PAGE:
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Taste enthusiast? Life explorer? You’ve come to the right place. Let’s travel together through the culture of flavors and conviviality. Discover curiosities, learn about the most peculiar recipes and ingredients as well as the quintessentials. Be inspired by experiences of the finest taste experts.

Travel

Taste Guides

 

A journey through local flavors

  • Milanese classics

    Some Milanese blame the weather; they argue that lashings of veal, cream, butter and rice are needed to fight the city’s winter chill. Others blame their prodigious work rate and need to constantly refuel by way of polenta and taleggio cheese. Either way, you don’t come to Milan to diet – not with cannoncino cream horns for breakfast and risotto for lunch. In Italy’s industrial capital there is a feeling that other regional cuisines are for wimps. Sure, prosciutto and sardines are delicious but real men eat bones (ossobuco being a local classic). After all, why put only spinach in the zuppa when minestrone of potatoes, carrots, beans and pancetta will do just fine? The heartiest and tastiest of all Italian ingredients, from unctuous Gorgonzola to white truffles, find their spiritual home here in Milan. But from upscale ristoranti down to humble osterie, a twofold change has occurred. Firstly, huge immigration from Southern Italy has added regional specialties to citywide menus– such as ’nduja spicy salami – as factory workers from the Olivetti plant demand a taste of home. Secondly, the fashionistas that form a huge portion of Milan’s dining clientele have dictated a healthier change in dining habits. That means olive oil not butter to sauté the contorni (vegetable side dishes), chased down by a glass of aqua frizzante in place of a shot of hard liquor.  
  • Roman legends

    Rome, on principal, adores taking traditional dishes and creating new and exciting twists on them. Bruschetta, for instance, was originally nothing more than grilled bread rubbed with garlic and oil olive, has since become enriched with different toppings – although the original “semplice” is a classic for good reason. Likewise, supermarkets with long hours and great produce have made great cooking and inventive dishes at home even easier. One thing that remains relatively unchanged though, is coffee. Rome has notably few coffee chains. However pressed for time, however bad the traffic, every morning Romans head for their chosen bar to enjoy their first coffee served by a barista who knows whether they prefer to drink from a glass or a cup, whether they prefer black or ‘stained’ with milk. Some of Rome’s coffee shops have become iconic, and it is reassuring to see these family businesses thriving, moving through generations as they adjust to meet changing needs without compromising standards. The tradition of family businesses isn’t limited to coffee, the city is full of successful familial joints that are growing and changing constantly – and always for the better! - with the times. For instance, Angelo Feroci has enlarged its offering to include ready meals; Panella now offers freshly baked bread with enticing innovations; and Enoteca Trimani has added a wine bar to their enoteca. Quality never comes cheap, and many people only visit these shops on occasion, but they are revered and respected.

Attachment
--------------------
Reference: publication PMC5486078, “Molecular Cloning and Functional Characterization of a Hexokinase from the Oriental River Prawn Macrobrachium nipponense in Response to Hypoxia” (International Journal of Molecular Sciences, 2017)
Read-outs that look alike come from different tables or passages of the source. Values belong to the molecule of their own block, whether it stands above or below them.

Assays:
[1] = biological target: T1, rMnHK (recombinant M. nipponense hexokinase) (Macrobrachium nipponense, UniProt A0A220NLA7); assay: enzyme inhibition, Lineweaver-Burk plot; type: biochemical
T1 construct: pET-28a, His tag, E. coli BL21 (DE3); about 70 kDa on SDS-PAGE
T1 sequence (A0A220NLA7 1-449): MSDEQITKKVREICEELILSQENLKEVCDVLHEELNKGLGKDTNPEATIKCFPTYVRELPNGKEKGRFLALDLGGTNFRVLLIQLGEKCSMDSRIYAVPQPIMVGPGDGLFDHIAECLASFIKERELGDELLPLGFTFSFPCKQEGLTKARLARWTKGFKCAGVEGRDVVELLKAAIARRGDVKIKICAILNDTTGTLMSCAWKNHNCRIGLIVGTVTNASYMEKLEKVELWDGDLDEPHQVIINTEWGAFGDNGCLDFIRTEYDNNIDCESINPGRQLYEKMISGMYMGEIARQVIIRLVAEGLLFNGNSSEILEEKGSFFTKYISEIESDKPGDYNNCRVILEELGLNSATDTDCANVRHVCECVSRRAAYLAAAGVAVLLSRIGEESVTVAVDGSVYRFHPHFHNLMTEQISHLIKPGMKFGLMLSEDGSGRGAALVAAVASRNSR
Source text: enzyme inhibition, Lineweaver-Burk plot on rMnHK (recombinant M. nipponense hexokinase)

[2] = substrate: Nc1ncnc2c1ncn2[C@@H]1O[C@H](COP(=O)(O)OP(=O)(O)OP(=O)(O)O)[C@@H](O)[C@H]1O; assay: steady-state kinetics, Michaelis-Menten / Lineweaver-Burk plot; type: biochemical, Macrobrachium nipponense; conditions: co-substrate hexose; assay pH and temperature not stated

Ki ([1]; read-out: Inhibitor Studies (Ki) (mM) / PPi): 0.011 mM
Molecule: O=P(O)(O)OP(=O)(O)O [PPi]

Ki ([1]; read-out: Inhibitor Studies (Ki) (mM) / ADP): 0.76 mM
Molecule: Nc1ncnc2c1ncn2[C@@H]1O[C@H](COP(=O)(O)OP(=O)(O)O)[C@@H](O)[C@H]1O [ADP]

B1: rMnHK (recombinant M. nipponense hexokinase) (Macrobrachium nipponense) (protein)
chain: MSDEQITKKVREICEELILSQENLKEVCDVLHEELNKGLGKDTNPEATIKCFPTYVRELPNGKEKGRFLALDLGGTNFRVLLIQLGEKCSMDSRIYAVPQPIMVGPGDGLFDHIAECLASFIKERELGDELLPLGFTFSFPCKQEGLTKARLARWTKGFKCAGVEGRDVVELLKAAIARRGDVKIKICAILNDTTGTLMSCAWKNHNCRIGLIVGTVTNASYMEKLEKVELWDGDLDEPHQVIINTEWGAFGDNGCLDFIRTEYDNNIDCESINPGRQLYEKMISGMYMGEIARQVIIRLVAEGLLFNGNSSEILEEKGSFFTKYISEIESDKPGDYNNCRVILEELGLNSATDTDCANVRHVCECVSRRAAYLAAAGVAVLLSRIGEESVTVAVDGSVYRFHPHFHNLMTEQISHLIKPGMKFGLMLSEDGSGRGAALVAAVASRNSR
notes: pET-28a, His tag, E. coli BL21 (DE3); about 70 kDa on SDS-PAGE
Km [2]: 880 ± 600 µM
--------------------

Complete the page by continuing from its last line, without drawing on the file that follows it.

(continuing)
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Taste Inspirations

Secrets of taste

 

A stroll through the history of the most beloved ingredients

Amidst the holm oak of the Dehesa, a scrubby pasture dotted with trees that runs along the Portuguese border in western Spain, large black pigs snuffle contentedly for fallen acorns. It is here that one of Spain’s greatest and most expensive foodstuffs begins its life: Jamón Ibérico de bellota (Iberian acorn ham).

 

In late August, something takes hold of Italians. It’s not a fever as such, but a lust, a kind of earthy hunger. They’re hungry for mushrooms, for the porcini that sprout in the wooded hills of Piedmont, Tuscany, Emilia-Romagna, Umbria and the hills in Veneto. The 16th-century Italian naturalist and botanist Costanzo Felici once described the mushroom as “a very eccentric and dangerous food, better kept away from the table than dished up on it”.

The humble artichoke is one of Italy’s most treasured foods, as revered by her cooks as the likes of grappa, asiago cheese, flour and even hallowed San Marzano tomatoes. More impressive still, unlike many of Italy’s most famous foods, this lowly thistle appears to know no enemies, with devotees spread across the country – from top to toe.

 

If the image that comes to mind from the word “Switzerland” is one of steep, snow-crested mountains, then the region of Emmental provides the picture’s lush green foreground. This central region in the canton of Bern forms the basin of the river Emme, and the landscape is comprised of rolling, vivid green hills of lush grass dotted with steep-roofed A-frame houses and barns.

 

Taste Origins

Tales from Taste Lovers

Once upon a Bite

The incredible edible world of Federico Fellini

In Satyricon, Fellini’s 1969 filmic rendition of the decadent Roman novel by Petronius, greed reaches its outrageous climax.

The incredible edible world of Federico Fellini

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